This district's boundaries span exurban Chicago counties such as DeKalb, Grundy and Iroquois, and border Wisconsin to the north and Indiana to the east.
The 16th formerly encompassed the northwestern part of the state, as well as the mid-sized city of Rockford, but was virtually gutted in 2012 redistricting. A historically Republican voting bloc—electing just two Democrats since 1903—the district has retained its GOP-heavy base of supporters. Rep. Adam Kinzinger, a rising star within the party, defeated Democratic incumbent Debbie Halvorson in 2010 to win the 11th district House seat; two years later, the redistrict compelled Kinzinger to run in the 16th, ousting Democrat Wanda Rohl in a landslide victory.
Like fellow GOP Illinois congressman Aaron Schock, the 36-year-old Kinzinger is young, telegenic and highly ambitious. The Kankakee-born politician served in the U.S. Air Force and did two stints in Iraq; further adding to his narrative of bravery and fearlessness, Kinzinger once saved the life of a woman who was stabbed on a street in Milwaukee. Rather than idly stand by, he went after her attacker and wrestled him to the ground. In DC, he's been an active supporter of veterans causes and sits on the House foreign affairs and energy committees.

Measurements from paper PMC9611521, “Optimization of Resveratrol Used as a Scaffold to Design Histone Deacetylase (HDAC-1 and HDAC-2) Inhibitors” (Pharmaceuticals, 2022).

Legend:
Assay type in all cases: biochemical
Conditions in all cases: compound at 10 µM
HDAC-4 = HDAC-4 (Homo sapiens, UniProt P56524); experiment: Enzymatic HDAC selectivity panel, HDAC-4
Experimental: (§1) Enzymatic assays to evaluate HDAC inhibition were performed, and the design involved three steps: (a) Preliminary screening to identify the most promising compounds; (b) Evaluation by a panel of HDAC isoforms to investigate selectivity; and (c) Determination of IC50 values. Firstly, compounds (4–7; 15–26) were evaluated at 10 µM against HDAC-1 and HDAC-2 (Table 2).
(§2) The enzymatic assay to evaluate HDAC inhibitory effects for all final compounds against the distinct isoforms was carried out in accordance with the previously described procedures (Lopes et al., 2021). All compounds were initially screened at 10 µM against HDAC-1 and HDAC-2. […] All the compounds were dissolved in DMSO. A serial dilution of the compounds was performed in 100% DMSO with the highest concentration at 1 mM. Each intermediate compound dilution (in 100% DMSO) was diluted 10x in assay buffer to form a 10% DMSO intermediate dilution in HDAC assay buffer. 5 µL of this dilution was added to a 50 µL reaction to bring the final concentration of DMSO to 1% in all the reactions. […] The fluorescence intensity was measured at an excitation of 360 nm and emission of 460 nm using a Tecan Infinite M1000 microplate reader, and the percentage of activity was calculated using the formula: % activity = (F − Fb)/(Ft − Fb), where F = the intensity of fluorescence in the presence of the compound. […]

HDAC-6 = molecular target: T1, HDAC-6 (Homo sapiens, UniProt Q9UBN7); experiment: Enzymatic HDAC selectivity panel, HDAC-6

Randall Olsen is a retired nuclear cardiology technologist with a blue-collar background, Masters degree in divinity and a 20-year stint in the Air Force as an X-Ray tech and nuclear medicine tech. According to Olsen's campaign site, he's "running for Congress because we need to change the House of Representatives to a Democratic majority. The Republican majority has succeeded in disrupting, obstructing, and, generally stopping the democratic process within Congress."
Political analyst Stuart Rothenberg joins fellow pollsters in projecting an easy Kinzinger victory over the relatively unknown and less qualified Olsen.
What Could Change: Kinzinger would have to do something incredibly stupid to lose this election—for now, he's got it in the bag.